WWII Combat Veteran F4U-1D Corsair Nearing First Flight

Mike Spaulding's F4U-1D Corsair parked out on the ramp at Mareeba ready for an engine run. Spaulding's tricycle-gear Beech H.18 VH-MBU is seen just behind WWII combat-veteran fighter. (image via Mike Spaulding)
Aircorps Art Dec 2019

It’s been some time since our last update on progress with Mike Spaulding’s Vought Corsair which has been under restoration for the past decade in Mareeba, near the city of Cairns in northern Queensland, Australia. This aircraft, F4U-1D BuNo.82640, served aboard the carrier USS Intrepid with VF-10 Grim Reapers between January and April, 1945, and likely participated in the Battle of Okinawa, making it one of just a handful of surviving WWII-era combat veteran Corsairs. Furthermore, this Corsair is one of just two surviving Vought-built -1D variants. Oddly enough, the only other complete F4U-1D is also associated with VF-10, this being the Smithsonian’s example, BuNo.50375, which helped train Grim Reaper’s pilots during their Corsair workup at NAS Atlantic City in the weeks prior to their deployment aboard Intrepid for the Pacific.

Regarding Bu.82460’s restoration, Mike Spaulding reported to us, “We have here been working along on this project without interruption which has been pretty good compared to what has been happening around the world. I hope you are well and coping with your situation in the USA.”

Progress with the restoration has moved forwards considerably since our last report HERE. The aircraft and its systems are essentially complete. Furthermore, they have painted the airframe with an overall gloss navy blue scheme representative of the period.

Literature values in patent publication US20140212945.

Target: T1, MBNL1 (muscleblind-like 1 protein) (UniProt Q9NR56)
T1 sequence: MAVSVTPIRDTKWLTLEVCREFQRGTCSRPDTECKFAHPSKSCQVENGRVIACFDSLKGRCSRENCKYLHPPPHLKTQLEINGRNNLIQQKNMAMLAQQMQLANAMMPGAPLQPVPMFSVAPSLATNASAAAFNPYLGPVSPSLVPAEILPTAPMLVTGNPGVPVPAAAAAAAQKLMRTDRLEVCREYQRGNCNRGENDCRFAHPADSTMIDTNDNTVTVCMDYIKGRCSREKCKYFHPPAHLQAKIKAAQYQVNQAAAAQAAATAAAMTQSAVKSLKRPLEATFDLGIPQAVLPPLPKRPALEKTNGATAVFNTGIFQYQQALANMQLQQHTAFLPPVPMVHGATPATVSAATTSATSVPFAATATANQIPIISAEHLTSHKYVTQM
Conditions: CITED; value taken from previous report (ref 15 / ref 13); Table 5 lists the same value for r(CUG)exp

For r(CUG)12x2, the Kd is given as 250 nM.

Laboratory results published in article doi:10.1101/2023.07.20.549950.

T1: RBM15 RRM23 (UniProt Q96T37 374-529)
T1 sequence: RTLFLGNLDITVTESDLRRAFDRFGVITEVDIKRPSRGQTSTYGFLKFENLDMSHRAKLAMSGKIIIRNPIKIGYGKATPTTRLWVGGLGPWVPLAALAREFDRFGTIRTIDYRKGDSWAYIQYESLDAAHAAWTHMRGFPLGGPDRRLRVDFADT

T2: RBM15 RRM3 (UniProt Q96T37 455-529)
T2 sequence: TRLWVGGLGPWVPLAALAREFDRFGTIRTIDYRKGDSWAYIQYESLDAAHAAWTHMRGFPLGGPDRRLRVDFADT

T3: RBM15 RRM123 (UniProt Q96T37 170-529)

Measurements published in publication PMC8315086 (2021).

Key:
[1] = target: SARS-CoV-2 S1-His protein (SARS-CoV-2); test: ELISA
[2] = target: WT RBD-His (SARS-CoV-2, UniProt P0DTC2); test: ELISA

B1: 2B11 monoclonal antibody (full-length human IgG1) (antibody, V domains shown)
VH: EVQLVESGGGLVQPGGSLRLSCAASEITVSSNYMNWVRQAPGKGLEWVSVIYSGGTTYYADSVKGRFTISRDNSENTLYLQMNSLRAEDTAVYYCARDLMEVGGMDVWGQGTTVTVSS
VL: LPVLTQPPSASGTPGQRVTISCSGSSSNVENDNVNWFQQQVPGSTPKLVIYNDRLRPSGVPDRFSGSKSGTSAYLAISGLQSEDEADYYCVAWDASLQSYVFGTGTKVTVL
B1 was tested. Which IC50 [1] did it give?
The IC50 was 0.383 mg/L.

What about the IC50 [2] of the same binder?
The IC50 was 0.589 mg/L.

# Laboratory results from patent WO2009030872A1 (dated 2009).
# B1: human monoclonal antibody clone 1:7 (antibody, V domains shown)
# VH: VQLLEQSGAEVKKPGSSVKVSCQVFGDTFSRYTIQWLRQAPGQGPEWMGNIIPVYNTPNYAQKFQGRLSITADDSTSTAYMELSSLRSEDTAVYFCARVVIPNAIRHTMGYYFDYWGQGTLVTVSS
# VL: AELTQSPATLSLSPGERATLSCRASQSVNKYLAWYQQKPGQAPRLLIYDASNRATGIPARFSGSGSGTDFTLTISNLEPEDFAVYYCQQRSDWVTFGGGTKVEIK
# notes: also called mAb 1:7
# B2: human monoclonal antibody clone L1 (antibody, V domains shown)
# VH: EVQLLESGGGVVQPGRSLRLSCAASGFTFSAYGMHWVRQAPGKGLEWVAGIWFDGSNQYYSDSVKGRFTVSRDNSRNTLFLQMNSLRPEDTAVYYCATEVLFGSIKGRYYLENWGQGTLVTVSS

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Towing the F4U-1D outside for an engine run. (image via Mike Spaulding)

Asked about the project’s present status, Spaulding replied, “We have now run the engine a few times and are just finishing off small jobs… Work remaining is basically to weigh the aircraft, get the Certificate of Airworthiness and fly it, all of which we expect to have completed by midyear. Whilst doing these remaining items we also maintain in flying condition our Winjeel, Harvard & Beech 18.”

As Spaulding noted, there are several other historic aircraft in his fleet, these being: Beech H.18 VH-MBU, former Royal New Zealand Air Force NAA Harvard Mk.II NZ1040, and former Royal Australian Air Force CAC CA-25 Winjeel A85-453. Spaulding also has previous experience restoring vintage WWII fighters, having played a big role in the rebuild and operation of his Curtiss P-40N 42-104977 earlier this millennium. This aircraft now belongs to Thom Richard in Kissimmee, Florida, and flies as American Dream.

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Mike Spaulding sitting in the cockpit of his F4U-1D preparing for an engine run. (image via Mike Spaulding)

For a more evocative look at the Corsair’s engine runs, the December, 2020 video below should prove useful… make sure to turn up your speaker volume when the engine starts!

Given how close the aircraft is getting towards attaining her airworthiness certificate, we asked Spaulding about who might make the first flight. He responded, “Due to the current situation [with the pandemic] our test pilot has not yet been chosen.” So the timing of the first flight will really depend upon a few factors outside of Spaulding’s control. Even so, it is clear that the Corsair is in great hands. She looks and sounds magnificent, and we anticipate reporting on her first flight in due course!

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Mike Spaulding (left) and his chief engineer, Paul Knox (right), standing on the tow bar attached to the freshly-restored F4U-1D. (image via Mike Spaulding)

Many thanks indeed to Mike Spaulding for sending us the images included here, and for taking the time to talk about his fabulous aircraft!


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